Monday, March 09, 2009

Illustrating Worldviews

Many times movies do a good job of illustrating different world views. In fact, you won't find any kind of media that doesn't come from some sort of worldview. One of the biggest contrasts to me has always been between a couple of movies that deal with women in stressful marriages and how they react to that. These two movies are "The Hours" and "A Beautiful Mind." A full plot summary is not for this post, but I'll give enough so the quotes are understandable. For "The Hours," Laura is a housewife during the 1950s. She's not happy in her very traditional marriage and has contemplated suicide several times. She eventually leaves her husband and children. At the end of the movie though, she returns many, many years later and makes this statement:
From "The Hours:"

Laura Brown: It would be wonderful to say you regretted it. It would be easy. But what does it mean? What does it mean to regret when you have no choice? It's what you can bear. There it is. No one's going to forgive me. It was death. I chose life.

In contrast to this, consider the following situation from "A Beautiful Mind." Alicia is married to a brilliant and rather eccentric mathematician who sees imaginary people. When the fact that he's seeing things is discovered, it creates a situation where she struggles about whether to stay in the marriage or not. At different points in the movie, she gives these quotes:
From "A Beautiful Mind:"

Alicia Nash: Often what I feel is obligation or guilt over wanting to leave, or rage against John, against God. But then I look at him and I force myself to see the man I married. And he becomes that man. He's transformed into someone I love. And then I'm transformed into someone who loves him. It's not all the time. But it's enough.
John Nash: And then, on the way home, Charles was there again. Sometimes I miss talking to him. Maybe Rosen is right. Maybe I have to think about going back to the hospital.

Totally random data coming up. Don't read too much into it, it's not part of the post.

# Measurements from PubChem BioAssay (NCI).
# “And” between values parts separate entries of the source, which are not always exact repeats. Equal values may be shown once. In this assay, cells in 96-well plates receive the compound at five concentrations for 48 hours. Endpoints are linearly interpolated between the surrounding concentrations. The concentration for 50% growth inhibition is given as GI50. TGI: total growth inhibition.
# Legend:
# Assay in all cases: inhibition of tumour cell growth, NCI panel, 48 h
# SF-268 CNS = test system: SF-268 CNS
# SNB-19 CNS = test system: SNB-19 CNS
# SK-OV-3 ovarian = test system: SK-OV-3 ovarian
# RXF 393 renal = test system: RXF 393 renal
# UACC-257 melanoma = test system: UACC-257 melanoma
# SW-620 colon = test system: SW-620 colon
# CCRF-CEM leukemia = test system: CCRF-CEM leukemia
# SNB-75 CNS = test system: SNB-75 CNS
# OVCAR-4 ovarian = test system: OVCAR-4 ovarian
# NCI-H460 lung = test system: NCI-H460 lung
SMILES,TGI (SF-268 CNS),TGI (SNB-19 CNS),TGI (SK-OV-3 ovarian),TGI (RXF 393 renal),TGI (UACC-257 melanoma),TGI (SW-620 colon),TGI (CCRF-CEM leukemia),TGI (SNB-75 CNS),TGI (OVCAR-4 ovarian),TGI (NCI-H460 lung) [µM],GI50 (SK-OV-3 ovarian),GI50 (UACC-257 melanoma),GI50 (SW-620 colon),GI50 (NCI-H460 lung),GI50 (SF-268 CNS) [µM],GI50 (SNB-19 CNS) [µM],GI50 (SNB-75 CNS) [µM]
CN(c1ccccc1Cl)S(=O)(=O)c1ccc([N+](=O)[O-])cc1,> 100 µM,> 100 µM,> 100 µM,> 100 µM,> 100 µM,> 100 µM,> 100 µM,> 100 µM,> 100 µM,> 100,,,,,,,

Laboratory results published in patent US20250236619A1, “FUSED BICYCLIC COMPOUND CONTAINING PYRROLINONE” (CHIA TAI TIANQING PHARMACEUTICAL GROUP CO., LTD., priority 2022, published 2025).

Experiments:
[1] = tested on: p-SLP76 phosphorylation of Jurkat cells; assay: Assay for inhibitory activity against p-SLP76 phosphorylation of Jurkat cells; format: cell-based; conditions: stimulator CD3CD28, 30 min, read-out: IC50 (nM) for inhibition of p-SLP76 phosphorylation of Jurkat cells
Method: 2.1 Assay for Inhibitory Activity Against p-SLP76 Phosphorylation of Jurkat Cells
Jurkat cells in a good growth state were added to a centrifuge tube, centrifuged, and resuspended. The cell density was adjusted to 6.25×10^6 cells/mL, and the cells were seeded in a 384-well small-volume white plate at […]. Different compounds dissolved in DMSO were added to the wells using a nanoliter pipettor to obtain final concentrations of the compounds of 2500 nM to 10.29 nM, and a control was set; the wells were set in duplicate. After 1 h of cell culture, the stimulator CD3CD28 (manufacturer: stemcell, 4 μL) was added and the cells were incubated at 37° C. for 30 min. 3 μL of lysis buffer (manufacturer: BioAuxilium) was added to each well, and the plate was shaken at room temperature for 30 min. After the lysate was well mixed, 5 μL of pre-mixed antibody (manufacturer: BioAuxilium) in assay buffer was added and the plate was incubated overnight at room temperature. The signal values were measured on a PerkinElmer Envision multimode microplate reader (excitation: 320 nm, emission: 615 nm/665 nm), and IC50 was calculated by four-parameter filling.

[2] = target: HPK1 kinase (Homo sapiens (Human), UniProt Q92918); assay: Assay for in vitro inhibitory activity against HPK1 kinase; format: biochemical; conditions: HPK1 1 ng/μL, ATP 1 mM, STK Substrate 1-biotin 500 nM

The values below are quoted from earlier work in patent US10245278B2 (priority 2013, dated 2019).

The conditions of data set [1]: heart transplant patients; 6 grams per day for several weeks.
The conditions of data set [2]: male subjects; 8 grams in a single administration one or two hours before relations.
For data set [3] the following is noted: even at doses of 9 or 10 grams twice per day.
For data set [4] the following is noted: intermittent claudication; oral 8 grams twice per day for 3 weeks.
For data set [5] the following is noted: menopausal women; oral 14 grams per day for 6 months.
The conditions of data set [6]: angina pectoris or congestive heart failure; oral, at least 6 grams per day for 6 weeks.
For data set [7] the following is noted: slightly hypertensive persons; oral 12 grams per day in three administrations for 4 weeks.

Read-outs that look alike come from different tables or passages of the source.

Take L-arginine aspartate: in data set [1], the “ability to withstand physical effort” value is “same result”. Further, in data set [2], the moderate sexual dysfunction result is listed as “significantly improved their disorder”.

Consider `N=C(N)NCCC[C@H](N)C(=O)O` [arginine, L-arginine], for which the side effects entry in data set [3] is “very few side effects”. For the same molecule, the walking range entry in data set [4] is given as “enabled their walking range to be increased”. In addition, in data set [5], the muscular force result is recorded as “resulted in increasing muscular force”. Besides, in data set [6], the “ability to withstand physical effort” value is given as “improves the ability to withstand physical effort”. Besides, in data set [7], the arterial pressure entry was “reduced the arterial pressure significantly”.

Alicia Nash: Maybe try again tomorrow.

These quotes illustrate in stunning clarity to me the difference between a modern-day worldview (specifically that of marriage) and a Christian worldview. Both sounds high minded, and one specifically tries to justify itself. Proverbs 26:16 says "The sluggard is wiser in his own conceit than seven men that can render a reason." This would also seem to apply to people that wish to abrogate their responsibility. It's easy to come up with reasons to just give up when the right thing to do is so difficult, and if you are a good speaker or writer you can even make it sound good when you give the excuses. These excuses will always be centered on yourself, and all the difficulty it will cause you to fulfill your obligations. They usually won't mention the disaster that will be left for other people to pick up: the financial devastation that will come upon a family, the questions from the children regarding why, and the emotional and other stress that will come to the remaining spouse because of the extra responsibilities. Of course the list of problems it would have caused to simply be responsible will make this list look small. That's exactly what Proverbs is getting at though.

Taking responsibility is not going to be easy. Dispatching the lion from the street is not a simple task, but the consequences of this choice are drastically different. As the sermon this week spoke about, trials don't ever make people faithful. They don't create gold out of iron or anything similar. Trials do however reveal and refine the true faith people already have. They make people patient and stronger overall. That doesn't mean everything will be happily ever after every time. That's what's great about Alicia's quotes in the movie: she doesn't gloss over real problems. It's not about flowery beds of ease. There are real, difficult, emotional problems to be addressed. The damage is mitigated though; the tide stemmed.

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